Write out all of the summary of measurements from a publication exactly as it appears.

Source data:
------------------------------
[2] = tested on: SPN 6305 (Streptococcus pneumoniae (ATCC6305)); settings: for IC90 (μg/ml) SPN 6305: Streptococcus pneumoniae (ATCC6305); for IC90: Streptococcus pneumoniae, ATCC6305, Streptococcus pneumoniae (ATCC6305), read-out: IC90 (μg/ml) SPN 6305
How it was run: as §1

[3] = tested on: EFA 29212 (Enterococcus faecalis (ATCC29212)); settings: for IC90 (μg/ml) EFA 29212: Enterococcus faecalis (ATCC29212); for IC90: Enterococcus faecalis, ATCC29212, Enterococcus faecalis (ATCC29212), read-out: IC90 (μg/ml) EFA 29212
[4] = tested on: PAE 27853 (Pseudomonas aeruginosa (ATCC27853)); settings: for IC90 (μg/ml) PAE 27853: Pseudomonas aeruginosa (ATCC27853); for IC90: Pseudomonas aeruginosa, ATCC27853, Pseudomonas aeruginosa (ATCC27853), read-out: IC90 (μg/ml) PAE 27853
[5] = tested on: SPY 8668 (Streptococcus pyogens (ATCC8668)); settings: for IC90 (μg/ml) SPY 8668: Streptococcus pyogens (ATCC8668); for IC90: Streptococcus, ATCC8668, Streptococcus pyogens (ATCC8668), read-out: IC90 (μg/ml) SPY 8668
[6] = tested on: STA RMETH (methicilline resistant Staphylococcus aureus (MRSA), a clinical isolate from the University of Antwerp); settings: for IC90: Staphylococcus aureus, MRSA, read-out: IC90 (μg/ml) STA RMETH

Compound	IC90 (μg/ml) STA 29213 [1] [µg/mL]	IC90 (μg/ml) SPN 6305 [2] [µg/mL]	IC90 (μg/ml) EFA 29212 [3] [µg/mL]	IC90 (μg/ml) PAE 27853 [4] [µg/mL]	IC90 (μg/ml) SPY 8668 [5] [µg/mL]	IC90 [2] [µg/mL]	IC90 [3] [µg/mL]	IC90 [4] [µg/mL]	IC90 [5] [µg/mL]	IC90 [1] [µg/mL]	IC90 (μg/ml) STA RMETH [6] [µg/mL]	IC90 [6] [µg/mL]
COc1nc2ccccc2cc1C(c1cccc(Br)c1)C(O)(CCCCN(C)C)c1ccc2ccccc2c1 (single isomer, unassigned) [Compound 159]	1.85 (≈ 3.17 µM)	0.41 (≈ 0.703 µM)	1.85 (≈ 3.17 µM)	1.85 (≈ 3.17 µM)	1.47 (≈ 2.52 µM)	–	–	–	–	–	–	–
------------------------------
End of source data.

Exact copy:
[2] = tested on: SPN 6305 (Streptococcus pneumoniae (ATCC6305)); settings: for IC90 (μg/ml) SPN 6305: Streptococcus pneumoniae (ATCC6305); for IC90: Streptococcus pneumoniae, ATCC6305, Streptococcus pneumoniae (ATCC6305), read-out: IC90 (μg/ml) SPN 6305
How it was run: as §1

[3] = tested on: EFA 29212 (Enterococcus faecalis (ATCC29212)); settings: for IC90 (μg/ml) EFA 29212: Enterococcus faecalis (ATCC29212); for IC90: Enterococcus faecalis, ATCC29212, Enterococcus faecalis (ATCC29212), read-out: IC90 (μg/ml) EFA 29212
[4] = tested on: PAE 27853 (Pseudomonas aeruginosa (ATCC27853)); settings: for IC90 (μg/ml) PAE 27853: Pseudomonas aeruginosa (ATCC27853); for IC90: Pseudomonas aeruginosa, ATCC27853, Pseudomonas aeruginosa (ATCC27853), read-out: IC90 (μg/ml) PAE 27853
[5] = tested on: SPY 8668 (Streptococcus pyogens (ATCC8668)); settings: for IC90 (μg/ml) SPY 8668: Streptococcus pyogens (ATCC8668); for IC90: Streptococcus, ATCC8668, Streptococcus pyogens (ATCC8668), read-out: IC90 (μg/ml) SPY 8668
[6] = tested on: STA RMETH (methicilline resistant Staphylococcus aureus (MRSA), a clinical isolate from the University of Antwerp); settings: for IC90: Staphylococcus aureus, MRSA, read-out: IC90 (μg/ml) STA RMETH

Compound	IC90 (μg/ml) STA 29213 [1] [µg/mL]	IC90 (μg/ml) SPN 6305 [2] [µg/mL]	IC90 (μg/ml) EFA 29212 [3] [µg/mL]	IC90 (μg/ml) PAE 27853 [4] [µg/mL]	IC90 (μg/ml) SPY 8668 [5] [µg/mL]	IC90 [2] [µg/mL]	IC90 [3] [µg/mL]	IC90 [4] [µg/mL]	IC90 [5] [µg/mL]	IC90 [1] [µg/mL]	IC90 (μg/ml) STA RMETH [6] [µg/mL]	IC90 [6] [µg/mL]
COc1nc2ccccc2cc1C(c1cccc(Br)c1)C(O)(CCCCN(C)C)c1ccc2ccccc2c1 (single isomer, unassigned) [Compound 159]	1.85 (≈ 3.17 µM)	0.41 (≈ 0.703 µM)	1.85 (≈ 3.17 µM)	1.85 (≈ 3.17 µM)	1.47 (≈ 2.52 µM)	–	–	–	–	–	–	–